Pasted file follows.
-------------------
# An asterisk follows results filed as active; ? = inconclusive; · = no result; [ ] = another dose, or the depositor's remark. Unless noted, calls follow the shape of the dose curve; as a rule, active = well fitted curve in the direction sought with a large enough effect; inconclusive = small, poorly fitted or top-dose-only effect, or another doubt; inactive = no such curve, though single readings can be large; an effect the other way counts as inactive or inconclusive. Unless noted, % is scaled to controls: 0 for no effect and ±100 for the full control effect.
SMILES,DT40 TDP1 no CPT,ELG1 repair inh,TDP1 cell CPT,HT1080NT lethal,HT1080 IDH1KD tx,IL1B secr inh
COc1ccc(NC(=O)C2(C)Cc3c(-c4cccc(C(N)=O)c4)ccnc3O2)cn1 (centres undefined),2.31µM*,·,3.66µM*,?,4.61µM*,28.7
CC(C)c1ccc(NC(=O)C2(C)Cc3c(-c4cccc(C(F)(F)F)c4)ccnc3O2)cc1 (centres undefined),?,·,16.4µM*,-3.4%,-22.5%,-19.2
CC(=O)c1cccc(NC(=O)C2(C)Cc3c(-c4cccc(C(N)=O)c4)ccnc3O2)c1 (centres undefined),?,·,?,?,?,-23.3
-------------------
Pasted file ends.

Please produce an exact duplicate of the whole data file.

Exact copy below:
# An asterisk follows results filed as active; ? = inconclusive; · = no result; [ ] = another dose, or the depositor's remark. Unless noted, calls follow the shape of the dose curve; as a rule, active = well fitted curve in the direction sought with a large enough effect; inconclusive = small, poorly fitted or top-dose-only effect, or another doubt; inactive = no such curve, though single readings can be large; an effect the other way counts as inactive or inconclusive. Unless noted, % is scaled to controls: 0 for no effect and ±100 for the full control effect.
SMILES,DT40 TDP1 no CPT,ELG1 repair inh,TDP1 cell CPT,HT1080NT lethal,HT1080 IDH1KD tx,IL1B secr inh
COc1ccc(NC(=O)C2(C)Cc3c(-c4cccc(C(N)=O)c4)ccnc3O2)cn1 (centres undefined),2.31µM*,·,3.66µM*,?,4.61µM*,28.7
CC(C)c1ccc(NC(=O)C2(C)Cc3c(-c4cccc(C(F)(F)F)c4)ccnc3O2)cc1 (centres undefined),?,·,16.4µM*,-3.4%,-22.5%,-19.2
CC(=O)c1cccc(NC(=O)C2(C)Cc3c(-c4cccc(C(N)=O)c4)ccnc3O2)c1 (centres undefined),?,·,?,?,?,-23.3